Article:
Japan on Dec. 14 pledged cooperation to create a mega "industrial corridor" including a high-speed train link between India's capital New Delhi and its financial hub Mumbai.
The project would bring together clusters of high-quality infrastructure and development, including special economic zones and ports, on a slender corridor over the 1,160 kilometers (725 miles) between the two cities.
Indian Prime Minister Manmohan Singh told Akira Amari, the Japanese trade minister, that India expected active investment by Japanese companies on the project once it is fully developed, the official said.
Amari and Kamal Nath, the Indian minister of commerce and industry, on late Dec. 13, signed a memorandum on cooperation between the two governments on the project between New Delhi and Mumbai.
Japan is the fourth largest foreign investor in India and has been looking to improve ties with New Delhi amid frequent political frictions with China due in part to wartime memories.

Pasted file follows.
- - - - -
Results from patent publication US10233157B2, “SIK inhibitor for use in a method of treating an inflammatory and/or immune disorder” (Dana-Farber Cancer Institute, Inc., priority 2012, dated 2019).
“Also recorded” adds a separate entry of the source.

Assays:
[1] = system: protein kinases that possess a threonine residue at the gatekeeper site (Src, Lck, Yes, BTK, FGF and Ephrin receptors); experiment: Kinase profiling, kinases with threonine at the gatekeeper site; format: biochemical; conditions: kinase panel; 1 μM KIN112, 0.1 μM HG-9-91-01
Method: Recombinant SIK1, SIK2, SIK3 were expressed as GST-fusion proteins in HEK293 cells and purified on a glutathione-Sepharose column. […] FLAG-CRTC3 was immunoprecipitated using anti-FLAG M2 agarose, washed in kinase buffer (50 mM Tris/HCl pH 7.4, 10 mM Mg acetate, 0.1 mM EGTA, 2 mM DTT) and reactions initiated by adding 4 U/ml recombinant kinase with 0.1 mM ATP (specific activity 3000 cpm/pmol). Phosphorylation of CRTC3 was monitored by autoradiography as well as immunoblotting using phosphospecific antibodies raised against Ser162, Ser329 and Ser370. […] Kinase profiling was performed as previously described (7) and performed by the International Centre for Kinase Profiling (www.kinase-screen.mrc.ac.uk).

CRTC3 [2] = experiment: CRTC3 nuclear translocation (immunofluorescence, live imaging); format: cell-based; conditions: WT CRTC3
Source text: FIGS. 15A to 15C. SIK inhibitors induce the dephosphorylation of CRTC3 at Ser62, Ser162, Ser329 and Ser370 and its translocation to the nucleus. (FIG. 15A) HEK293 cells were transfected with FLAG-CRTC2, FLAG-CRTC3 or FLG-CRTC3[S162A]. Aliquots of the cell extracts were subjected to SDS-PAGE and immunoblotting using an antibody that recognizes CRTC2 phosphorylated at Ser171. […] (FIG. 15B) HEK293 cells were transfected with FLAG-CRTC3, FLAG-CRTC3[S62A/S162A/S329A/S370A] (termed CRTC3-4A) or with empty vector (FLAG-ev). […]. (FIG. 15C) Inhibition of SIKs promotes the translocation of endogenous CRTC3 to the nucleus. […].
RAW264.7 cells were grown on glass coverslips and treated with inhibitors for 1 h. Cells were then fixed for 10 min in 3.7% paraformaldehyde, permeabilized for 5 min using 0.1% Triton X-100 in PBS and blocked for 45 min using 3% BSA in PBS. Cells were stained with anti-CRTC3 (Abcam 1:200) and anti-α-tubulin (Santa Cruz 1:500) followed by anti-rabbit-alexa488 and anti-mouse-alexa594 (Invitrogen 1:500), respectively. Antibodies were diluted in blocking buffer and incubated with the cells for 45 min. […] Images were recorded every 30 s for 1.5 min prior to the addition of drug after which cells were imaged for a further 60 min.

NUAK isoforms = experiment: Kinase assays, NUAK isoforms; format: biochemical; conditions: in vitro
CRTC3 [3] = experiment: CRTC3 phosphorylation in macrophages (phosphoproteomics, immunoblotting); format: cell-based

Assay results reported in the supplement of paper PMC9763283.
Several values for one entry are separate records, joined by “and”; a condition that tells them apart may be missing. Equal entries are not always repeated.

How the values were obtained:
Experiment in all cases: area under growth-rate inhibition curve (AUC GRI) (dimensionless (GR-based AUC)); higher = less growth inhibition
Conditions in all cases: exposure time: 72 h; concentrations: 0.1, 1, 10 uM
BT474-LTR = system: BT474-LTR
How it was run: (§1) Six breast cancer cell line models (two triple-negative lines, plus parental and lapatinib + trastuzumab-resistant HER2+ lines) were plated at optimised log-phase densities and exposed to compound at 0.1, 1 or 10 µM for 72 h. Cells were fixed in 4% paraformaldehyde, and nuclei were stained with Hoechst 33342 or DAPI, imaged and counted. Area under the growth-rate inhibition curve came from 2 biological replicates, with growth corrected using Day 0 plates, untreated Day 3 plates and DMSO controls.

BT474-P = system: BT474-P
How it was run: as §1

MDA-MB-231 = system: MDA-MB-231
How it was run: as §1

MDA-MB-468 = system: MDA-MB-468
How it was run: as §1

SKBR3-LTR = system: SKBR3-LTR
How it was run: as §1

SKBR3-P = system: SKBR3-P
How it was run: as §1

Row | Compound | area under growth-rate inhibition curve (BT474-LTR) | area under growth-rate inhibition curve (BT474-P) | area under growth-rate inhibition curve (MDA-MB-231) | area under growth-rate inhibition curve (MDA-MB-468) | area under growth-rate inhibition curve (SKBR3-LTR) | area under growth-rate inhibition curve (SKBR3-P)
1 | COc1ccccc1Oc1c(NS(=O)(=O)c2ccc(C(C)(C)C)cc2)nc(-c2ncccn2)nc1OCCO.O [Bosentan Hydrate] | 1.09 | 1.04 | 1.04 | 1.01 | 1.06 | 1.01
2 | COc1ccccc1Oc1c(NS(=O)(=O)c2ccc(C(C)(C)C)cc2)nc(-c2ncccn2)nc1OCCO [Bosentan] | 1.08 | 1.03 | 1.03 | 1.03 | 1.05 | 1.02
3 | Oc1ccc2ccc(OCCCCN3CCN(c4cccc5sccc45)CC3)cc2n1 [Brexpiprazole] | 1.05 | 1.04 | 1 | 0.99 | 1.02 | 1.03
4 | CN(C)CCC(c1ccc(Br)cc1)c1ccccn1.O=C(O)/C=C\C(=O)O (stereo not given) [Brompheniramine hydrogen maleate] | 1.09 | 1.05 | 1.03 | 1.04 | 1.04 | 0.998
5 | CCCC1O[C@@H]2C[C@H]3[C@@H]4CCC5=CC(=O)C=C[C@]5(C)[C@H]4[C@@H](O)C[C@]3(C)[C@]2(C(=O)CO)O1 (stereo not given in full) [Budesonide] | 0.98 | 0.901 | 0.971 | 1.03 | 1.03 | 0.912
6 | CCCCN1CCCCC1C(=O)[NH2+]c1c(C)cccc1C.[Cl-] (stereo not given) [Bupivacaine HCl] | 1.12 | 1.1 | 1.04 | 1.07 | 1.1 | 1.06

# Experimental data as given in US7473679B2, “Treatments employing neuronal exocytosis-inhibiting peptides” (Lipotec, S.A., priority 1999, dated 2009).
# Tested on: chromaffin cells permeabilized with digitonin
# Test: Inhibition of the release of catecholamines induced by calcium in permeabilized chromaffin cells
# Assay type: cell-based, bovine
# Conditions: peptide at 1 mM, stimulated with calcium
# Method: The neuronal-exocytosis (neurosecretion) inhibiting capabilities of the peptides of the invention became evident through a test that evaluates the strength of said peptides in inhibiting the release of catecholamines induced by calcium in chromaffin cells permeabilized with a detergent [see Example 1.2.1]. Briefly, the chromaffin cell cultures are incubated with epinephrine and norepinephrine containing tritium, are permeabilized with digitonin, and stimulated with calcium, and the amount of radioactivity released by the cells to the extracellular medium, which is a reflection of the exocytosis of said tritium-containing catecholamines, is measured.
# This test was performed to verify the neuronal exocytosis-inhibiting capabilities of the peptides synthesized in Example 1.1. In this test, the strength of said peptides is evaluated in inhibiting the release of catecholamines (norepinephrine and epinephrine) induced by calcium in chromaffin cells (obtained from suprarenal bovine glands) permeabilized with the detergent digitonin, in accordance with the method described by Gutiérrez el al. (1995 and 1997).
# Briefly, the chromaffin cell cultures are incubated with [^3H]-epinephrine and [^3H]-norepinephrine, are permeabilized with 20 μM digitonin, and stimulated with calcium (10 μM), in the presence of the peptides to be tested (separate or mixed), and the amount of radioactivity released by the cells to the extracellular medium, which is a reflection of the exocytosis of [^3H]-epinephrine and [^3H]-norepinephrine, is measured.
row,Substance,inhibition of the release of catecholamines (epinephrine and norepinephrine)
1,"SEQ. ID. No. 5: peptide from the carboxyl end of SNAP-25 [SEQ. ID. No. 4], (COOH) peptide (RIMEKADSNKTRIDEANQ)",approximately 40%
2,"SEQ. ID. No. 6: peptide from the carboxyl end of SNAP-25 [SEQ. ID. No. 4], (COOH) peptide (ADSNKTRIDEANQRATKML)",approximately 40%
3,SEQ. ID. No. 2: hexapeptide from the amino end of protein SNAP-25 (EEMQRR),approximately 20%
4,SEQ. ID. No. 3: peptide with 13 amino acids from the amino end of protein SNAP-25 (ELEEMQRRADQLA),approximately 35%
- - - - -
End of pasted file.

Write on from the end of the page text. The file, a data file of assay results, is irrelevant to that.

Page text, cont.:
Total investment in the infrastructure for the industrial corridor is estimated to be at least six to $10 billion but Japan has not made clear how much it will invest.
Japan, which provided low-interest loans to build congested New Delhi's new metro system, has said it will consider financing the proposed high-speed freight railway between New Delhi and Mumbai once the details are known.
Singh and Japanese Prime Minister Shinzo Abe are expected to sign an agreement Dec. 15 to start negotiations on the bilateral free trade pact.
Copyright Agence France-Presse, 2006